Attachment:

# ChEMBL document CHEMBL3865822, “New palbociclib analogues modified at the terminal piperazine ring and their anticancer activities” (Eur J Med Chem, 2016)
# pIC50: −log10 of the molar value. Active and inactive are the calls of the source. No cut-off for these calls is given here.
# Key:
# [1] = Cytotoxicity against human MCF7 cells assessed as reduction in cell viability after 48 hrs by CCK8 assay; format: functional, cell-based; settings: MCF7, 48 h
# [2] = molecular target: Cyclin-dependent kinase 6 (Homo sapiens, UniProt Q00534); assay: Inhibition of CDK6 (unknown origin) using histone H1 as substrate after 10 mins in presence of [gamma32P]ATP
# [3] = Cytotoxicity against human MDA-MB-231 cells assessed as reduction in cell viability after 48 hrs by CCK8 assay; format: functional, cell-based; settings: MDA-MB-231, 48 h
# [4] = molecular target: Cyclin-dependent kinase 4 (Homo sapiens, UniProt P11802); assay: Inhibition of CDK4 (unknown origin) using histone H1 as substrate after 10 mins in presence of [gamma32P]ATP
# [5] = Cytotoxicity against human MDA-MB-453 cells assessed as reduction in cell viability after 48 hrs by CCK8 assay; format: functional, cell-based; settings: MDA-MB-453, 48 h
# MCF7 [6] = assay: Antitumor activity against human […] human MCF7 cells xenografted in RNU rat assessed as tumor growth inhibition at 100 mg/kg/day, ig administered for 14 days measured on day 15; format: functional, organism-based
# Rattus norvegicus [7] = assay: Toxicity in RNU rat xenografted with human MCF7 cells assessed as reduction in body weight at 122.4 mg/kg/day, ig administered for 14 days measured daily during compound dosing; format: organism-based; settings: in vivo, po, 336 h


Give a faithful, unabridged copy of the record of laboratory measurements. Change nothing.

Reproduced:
# ChEMBL document CHEMBL3865822, “New palbociclib analogues modified at the terminal piperazine ring and their anticancer activities” (Eur J Med Chem, 2016)
# pIC50: −log10 of the molar value. Active and inactive are the calls of the source. No cut-off for these calls is given here.
# Key:
# [1] = Cytotoxicity against human MCF7 cells assessed as reduction in cell viability after 48 hrs by CCK8 assay; format: functional, cell-based; settings: MCF7, 48 h
# [2] = molecular target: Cyclin-dependent kinase 6 (Homo sapiens, UniProt Q00534); assay: Inhibition of CDK6 (unknown origin) using histone H1 as substrate after 10 mins in presence of [gamma32P]ATP
# [3] = Cytotoxicity against human MDA-MB-231 cells assessed as reduction in cell viability after 48 hrs by CCK8 assay; format: functional, cell-based; settings: MDA-MB-231, 48 h
# [4] = molecular target: Cyclin-dependent kinase 4 (Homo sapiens, UniProt P11802); assay: Inhibition of CDK4 (unknown origin) using histone H1 as substrate after 10 mins in presence of [gamma32P]ATP
# [5] = Cytotoxicity against human MDA-MB-453 cells assessed as reduction in cell viability after 48 hrs by CCK8 assay; format: functional, cell-based; settings: MDA-MB-453, 48 h
# MCF7 [6] = assay: Antitumor activity against human […] human MCF7 cells xenografted in RNU rat assessed as tumor growth inhibition at 100 mg/kg/day, ig administered for 14 days measured on day 15; format: functional, organism-based
# Rattus norvegicus [7] = assay: Toxicity in RNU rat xenografted with human MCF7 cells assessed as reduction in body weight at 122.4 mg/kg/day, ig administered for 14 days measured daily during compound dosing; format: organism-based; settings: in vivo, po, 336 h